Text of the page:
German Scientists Create Largest “Artificial Sun”; 10,000 Times More Intense Than Sunlight?

By Jeff Thompson - 24 Mar '17 08:07AM

In a recent development, a group of German scientists created the largest "artificial sun" than can produce more than 10,000 times the intensity of the sunlight on Earth. The scientists are hopeful that tis is a way to generate environment-friendly fuel. Interestingly, it uses specially designed film projector spotlights to produce a temperature around 3,500 degrees Celsius.

The experiment called Synlight uses 149 highly powerful film projector spotlights to concentrate its collective intensity into a single spot, and thus the device produces very high temperature at the spot around 3,500 degrees Celsius. "If you go inside the experiment room when the device is working, you will burn down instantly," said Bernard Hoffschmidt who is the research head of the German Aerospace Center. The experiment is conducted in a highly protected radiation chamber. The goal of the research is to create very high temperature using natural sunlight to generate hydrogen fuel.

From across the world, researchers are trying to generate hydrogen fuel in an inexpensive way as it can address the energy needs of the world and at the same time ensure reduction of carbon emission. Already there are solar power stations that use mirrors to boil the water to pass the steam through turbines to generate electricity. The latest experiment is looking for options to dissect water vapor to extract hydrogen. The hydrogen can be ultimately used in vehicles as an alternative means of energy.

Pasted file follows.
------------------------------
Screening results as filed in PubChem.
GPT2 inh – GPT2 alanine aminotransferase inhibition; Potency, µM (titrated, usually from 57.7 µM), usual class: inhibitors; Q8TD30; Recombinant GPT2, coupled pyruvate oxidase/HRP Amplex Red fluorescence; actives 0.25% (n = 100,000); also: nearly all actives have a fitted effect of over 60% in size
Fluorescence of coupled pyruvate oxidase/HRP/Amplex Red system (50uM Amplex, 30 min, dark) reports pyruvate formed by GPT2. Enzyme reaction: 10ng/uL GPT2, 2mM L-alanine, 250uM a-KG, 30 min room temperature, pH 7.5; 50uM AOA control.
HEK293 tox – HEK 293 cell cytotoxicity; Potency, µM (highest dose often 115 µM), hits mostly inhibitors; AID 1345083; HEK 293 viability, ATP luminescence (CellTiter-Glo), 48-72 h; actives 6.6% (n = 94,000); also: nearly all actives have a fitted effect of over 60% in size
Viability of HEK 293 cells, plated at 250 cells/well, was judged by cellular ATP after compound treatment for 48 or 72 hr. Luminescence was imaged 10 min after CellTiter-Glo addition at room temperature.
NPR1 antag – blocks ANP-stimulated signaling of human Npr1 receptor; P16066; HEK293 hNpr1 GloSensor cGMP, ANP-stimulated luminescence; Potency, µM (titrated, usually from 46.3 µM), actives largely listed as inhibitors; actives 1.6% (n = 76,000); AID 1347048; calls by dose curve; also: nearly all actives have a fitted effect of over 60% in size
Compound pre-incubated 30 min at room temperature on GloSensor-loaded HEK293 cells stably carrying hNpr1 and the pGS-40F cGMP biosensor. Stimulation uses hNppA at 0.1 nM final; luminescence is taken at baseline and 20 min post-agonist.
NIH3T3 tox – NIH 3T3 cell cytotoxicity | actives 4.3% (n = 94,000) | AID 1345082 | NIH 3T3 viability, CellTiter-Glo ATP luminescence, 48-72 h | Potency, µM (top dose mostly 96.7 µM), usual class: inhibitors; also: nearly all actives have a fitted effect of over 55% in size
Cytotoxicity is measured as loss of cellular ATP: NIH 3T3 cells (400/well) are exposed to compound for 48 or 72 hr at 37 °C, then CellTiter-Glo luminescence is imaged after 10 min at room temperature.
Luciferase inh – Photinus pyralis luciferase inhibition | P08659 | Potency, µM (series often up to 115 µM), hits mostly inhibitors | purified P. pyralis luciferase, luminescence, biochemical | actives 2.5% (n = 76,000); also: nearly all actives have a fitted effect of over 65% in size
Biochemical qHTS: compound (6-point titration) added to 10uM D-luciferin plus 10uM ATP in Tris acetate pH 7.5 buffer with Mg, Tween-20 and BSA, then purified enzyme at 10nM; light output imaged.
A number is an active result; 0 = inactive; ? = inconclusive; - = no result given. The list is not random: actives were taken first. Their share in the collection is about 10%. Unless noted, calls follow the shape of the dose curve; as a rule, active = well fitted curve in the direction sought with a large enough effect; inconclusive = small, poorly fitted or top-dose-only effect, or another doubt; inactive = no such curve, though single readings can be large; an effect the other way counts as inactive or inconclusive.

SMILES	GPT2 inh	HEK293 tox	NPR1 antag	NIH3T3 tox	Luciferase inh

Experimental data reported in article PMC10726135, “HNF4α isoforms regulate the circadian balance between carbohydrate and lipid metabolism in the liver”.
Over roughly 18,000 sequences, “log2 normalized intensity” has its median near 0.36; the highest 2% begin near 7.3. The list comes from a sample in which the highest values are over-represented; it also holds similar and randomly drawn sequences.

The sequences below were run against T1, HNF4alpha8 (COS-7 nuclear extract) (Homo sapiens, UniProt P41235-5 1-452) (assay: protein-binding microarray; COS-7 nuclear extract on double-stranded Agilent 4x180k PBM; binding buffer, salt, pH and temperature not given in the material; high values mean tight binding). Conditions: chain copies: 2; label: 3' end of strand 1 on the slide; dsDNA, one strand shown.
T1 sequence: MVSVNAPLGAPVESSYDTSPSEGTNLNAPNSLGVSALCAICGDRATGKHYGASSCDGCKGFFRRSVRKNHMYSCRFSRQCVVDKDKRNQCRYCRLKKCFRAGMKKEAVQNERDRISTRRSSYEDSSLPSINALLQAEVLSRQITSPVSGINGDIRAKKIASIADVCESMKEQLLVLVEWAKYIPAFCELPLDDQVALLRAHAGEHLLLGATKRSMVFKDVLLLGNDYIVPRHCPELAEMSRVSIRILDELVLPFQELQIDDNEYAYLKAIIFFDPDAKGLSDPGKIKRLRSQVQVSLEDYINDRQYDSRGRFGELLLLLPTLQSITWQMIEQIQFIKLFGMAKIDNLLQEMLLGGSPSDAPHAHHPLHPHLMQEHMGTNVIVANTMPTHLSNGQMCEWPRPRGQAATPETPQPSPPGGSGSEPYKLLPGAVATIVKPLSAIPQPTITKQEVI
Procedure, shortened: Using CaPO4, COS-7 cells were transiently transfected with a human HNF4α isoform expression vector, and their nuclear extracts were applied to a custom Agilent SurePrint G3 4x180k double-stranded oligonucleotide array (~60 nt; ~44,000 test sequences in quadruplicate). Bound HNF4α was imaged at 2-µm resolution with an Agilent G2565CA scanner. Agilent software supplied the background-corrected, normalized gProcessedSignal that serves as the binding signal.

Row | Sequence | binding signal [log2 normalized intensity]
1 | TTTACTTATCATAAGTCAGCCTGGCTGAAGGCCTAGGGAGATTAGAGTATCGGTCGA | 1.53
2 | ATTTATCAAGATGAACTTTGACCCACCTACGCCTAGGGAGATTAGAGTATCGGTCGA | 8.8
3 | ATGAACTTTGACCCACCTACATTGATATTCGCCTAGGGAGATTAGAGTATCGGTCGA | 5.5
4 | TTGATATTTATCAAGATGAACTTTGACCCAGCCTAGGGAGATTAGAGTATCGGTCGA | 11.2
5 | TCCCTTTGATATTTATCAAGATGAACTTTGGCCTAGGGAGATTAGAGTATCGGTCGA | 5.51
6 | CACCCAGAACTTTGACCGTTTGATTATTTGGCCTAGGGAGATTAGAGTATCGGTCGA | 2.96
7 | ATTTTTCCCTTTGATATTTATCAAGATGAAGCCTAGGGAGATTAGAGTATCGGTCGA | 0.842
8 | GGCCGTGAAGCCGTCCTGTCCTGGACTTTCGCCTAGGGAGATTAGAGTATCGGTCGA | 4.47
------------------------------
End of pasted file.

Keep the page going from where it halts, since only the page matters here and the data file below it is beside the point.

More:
According to the current status, the Synlight experiments use a high amount of electrical energy and if it works for four hours, it consumes more electricity than the energy requirements of four houses for a year. But, the group of scientists expects that further research would lead to an effective solution that can tap the natural sunlight to produce hydrogen fuel in an inexpensive way. "We require billions of tonnes of hydrogen fuel if we need to use it in cars or aircraft," said Hoffschmidt. "Remember that climate change is becoming drastic, and we need to hurry up our innovation."

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